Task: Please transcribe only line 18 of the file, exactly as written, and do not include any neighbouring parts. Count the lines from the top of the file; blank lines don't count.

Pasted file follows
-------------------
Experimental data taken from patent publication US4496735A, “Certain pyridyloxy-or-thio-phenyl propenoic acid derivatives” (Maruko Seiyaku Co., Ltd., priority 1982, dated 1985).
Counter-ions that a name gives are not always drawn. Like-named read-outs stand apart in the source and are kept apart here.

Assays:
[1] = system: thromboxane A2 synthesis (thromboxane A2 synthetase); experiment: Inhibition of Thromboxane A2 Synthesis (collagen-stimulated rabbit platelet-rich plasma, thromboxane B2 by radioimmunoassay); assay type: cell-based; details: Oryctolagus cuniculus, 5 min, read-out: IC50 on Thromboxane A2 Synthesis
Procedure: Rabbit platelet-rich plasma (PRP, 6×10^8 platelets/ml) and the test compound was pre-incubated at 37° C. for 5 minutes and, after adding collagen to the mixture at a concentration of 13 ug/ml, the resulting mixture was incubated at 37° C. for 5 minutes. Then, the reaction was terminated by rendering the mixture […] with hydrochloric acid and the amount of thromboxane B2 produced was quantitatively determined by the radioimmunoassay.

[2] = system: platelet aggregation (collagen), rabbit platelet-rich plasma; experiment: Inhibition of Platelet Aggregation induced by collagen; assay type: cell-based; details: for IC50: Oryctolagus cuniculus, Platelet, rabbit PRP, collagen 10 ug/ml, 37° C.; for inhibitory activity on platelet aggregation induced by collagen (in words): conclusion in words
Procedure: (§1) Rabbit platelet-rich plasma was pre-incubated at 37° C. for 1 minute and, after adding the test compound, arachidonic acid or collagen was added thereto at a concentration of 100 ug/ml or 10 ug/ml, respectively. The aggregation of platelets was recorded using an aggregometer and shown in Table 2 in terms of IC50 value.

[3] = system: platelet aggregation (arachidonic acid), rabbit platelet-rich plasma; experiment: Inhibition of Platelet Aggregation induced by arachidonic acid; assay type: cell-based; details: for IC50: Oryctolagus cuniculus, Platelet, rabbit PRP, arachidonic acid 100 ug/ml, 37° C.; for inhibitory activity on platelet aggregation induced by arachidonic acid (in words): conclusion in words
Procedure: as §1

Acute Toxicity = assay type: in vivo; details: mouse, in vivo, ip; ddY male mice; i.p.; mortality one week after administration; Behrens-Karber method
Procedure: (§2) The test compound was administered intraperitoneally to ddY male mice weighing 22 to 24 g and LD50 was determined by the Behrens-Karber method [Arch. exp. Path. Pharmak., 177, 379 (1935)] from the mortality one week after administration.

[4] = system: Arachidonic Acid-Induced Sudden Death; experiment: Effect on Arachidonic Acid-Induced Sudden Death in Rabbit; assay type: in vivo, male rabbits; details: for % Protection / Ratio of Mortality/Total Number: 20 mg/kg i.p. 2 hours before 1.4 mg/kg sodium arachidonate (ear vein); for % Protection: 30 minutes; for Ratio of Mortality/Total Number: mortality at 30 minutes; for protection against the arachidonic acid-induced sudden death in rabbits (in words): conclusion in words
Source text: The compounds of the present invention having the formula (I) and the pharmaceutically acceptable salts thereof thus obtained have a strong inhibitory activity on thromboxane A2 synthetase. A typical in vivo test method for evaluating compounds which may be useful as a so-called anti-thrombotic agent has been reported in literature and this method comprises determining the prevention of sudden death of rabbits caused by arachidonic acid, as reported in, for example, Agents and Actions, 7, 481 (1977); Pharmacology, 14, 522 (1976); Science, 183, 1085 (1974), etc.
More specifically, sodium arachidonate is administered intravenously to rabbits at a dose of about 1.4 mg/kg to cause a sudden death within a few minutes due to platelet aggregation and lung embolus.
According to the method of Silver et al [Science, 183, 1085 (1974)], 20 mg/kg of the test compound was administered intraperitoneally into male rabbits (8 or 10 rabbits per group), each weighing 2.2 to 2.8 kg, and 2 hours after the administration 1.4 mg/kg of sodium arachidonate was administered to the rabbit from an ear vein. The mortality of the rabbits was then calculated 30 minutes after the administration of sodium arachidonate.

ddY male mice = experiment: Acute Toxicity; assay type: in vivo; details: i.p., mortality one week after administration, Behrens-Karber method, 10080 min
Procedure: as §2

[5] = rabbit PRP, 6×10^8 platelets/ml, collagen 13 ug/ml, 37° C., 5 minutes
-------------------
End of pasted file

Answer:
[5] = rabbit PRP, 6×10^8 platelets/ml, collagen 13 ug/ml, 37° C., 5 minutes